Following Harris’s advice we tried to stay busy, but not too busy, popping in and out of The Nest, an outsized spa, and The Hub, a recreation facility that features yoga, some of the best pilates classes I’ve ever taken, as well as art studios (don’t sleep on the mindful ceramic class)— all of which could be arranged as private sessions a year ago, a consideration that feels even more essential now. The spa has made some adjustments to account for contagion protocols, including limiting certain treatments (no facials or waxing for the moment) and temperature checking aestheticians who are wearing masks throughout services. But one of its highlights—holistic health coaching with naturopathic doctor Jill Beasley, MD— is still very much on offer, and extremely timely as 19% of Americans say the global pandemic has had a negative effect on their mental health. I usually relish in a massage when on vacation, but Beasley’s Nervous System Reset—a stress- and anxiety-reducing 50 minutes of craniosacral therapy, tuning forks, essential oils, myofascial release, as well as topical herbal compresses—was as transformative, if not more, than any full-body treatment I’ve ever had. Similarly mood-altering was the solo hike up Chilhowee Mountain I took with the impressively-calved Boyd Hopkins, a local guide who led me to Leo The Enlightened, a wooden gnome sculpture commissioned from Danish artist Thomas Dambo. As we sat at the foot of the towering figurine, sipping from our personal Yeti bottles (provided as an in-room amenity so guests can stay hydrated, and can sustainably and hygienically use their own bottle throughout their entire stay), Hopkins walked me through an aerial history of the area.Photo: Courtesy of Blackberry Mountain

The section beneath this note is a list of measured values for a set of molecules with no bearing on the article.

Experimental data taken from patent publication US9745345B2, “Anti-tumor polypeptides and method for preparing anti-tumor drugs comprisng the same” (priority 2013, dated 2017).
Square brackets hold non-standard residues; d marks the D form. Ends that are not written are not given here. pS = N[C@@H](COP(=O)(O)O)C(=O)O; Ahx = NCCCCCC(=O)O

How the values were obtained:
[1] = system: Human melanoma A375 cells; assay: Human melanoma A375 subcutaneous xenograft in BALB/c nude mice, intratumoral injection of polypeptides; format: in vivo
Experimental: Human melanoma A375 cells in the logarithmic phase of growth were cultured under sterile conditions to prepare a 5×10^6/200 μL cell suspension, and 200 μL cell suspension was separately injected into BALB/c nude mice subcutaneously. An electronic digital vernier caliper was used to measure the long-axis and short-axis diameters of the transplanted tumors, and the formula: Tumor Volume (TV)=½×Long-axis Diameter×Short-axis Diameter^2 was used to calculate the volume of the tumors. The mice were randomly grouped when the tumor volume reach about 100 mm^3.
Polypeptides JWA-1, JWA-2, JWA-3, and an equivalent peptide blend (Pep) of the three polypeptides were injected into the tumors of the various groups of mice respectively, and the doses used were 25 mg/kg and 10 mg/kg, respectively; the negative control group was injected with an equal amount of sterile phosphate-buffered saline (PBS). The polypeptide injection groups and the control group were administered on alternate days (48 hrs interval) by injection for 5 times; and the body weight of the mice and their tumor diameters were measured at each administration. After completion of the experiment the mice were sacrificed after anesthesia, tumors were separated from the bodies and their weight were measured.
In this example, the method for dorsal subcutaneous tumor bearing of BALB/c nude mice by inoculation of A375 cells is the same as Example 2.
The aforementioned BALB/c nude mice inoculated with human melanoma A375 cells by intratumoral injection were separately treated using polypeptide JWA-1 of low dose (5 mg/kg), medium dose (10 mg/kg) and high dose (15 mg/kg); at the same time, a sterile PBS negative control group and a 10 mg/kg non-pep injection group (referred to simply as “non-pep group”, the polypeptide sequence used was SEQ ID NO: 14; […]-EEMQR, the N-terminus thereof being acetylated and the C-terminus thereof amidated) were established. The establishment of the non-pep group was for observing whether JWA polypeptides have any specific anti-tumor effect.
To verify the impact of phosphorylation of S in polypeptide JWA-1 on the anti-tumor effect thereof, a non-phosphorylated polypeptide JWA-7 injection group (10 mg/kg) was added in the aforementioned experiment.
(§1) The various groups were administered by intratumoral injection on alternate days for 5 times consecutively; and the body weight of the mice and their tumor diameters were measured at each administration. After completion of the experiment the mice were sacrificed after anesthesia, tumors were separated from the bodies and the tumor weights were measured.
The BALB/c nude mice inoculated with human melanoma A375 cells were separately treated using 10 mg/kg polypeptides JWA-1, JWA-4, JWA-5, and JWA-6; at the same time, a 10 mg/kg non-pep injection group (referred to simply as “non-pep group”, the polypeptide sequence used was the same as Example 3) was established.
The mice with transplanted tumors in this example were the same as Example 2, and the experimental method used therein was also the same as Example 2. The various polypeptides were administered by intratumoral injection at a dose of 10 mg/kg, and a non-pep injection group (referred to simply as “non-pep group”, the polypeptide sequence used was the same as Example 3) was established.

“The Mountain comes at you the second you step out of your room,” Harris says of the property’s unique appeal. More importantly, however, is that it stays with you, long after you’ve gone—something that will be an increasingly important part of traveling for the next many months as moving freely throughout the world becomes a luxury afforded in small, highly-controlled doses, if at all. As lasting impressions go, I came away with more than a few: the fresh, often-foraged ingredients featured at Three Sisters restaurant, now spacing out reservations to keep guests a safe distance from one another; the hand-thrown ceramic matcha cups I made, my first time using the potter’s wheel; the time I got to spend celebrating my mom. And here’s one more: following my hike with Hopkins, I was lucky enough to catch an intimate performance of Emmylou Harris & Friends, one of the big ticket summer events at Blackberry Farm’s Bramble Hall, which are now on hold as Beall and her team continue to assess their wider reopening protocols. When Harris joined Gillian Welch in a live rendition of “This Land is Your Land,” Woody Guthrie’s protest song that became an American standard, I teared up, overwhelmed with mixed emotions about this beautiful, complicated country.